Data from Phase 3 of the UNITI-2 study showed that treatment with Stelara, from Johnson & Johnson, successfully induced clinical response and remission in patients with moderate to severe Crohn’s disease.
Patients who participated had previously failed conventional therapy and those treated with Stelara demonstrated higher rates of clinical response at week 6 compared with placebo. Stelara is currently approved to treat moderate to severe plaque psoriasis and active psoriatic arthritis, but it is believed that the cytokines the therapy targets play a role in immune-mediated diseases, such as Crohn’s disease.
“Findings from this Phase 3 program provide an important first look into the efficacy and safety of Stelara induction therapy in the treatment of inflammatory bowel disease—a disease where new therapeutic options are needed as the incidence continues to rise globally,” Brian Feagan, MD, professor of medicine, chief executive officer, and senior medical director at Robarts Research Institute, University of Western Ontario, and study investigator, said in a statement.
Participants in the trial received either a single intravenous infusion of placebo or Stelara 130 mg or 6 mg/kg (weight-tiered dosing). At week 6, 52% of Stelara 130 mg and 56% receiving the weight-tiered dosing had a reduction from baseline in the Crohn’s Disease Activity Index score of at least 100 points compared with 29% on the placebo.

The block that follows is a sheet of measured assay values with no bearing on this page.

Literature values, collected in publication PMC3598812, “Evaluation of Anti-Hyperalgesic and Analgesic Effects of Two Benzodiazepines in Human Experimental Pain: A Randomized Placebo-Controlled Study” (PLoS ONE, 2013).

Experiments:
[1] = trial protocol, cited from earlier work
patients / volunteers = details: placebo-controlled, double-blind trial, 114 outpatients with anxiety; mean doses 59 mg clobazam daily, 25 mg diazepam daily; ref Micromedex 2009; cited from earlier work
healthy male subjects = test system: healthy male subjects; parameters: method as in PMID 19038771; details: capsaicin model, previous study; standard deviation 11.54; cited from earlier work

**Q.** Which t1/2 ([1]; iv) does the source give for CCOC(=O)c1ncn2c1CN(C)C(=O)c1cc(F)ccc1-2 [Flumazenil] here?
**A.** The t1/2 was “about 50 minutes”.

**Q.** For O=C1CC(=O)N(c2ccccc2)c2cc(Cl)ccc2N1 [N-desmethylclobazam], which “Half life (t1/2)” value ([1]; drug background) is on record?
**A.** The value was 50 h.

The study also found that patients dosed with Stelara had significant improvements in signs and symptoms, in the Inflammatory Bowel Disease Questionnaire, and markers of inflammation.
Adverse events and infections reported occurred in similar proportions across the Stelara and placebo groups and no malignancies, deaths, opportunistic infections, cases of tuberculosis, or major adverse cardiovascular events were observed in Stelara patients.
“The Stelara Phase 3 UNITI-2 induction results are important findings, as induction of clinical response and clinical remission are important goals in the management of Crohn’s disease,” Newman Yeilding, MD, head of Immunology Development at Janssen Research & Development, LLC, said.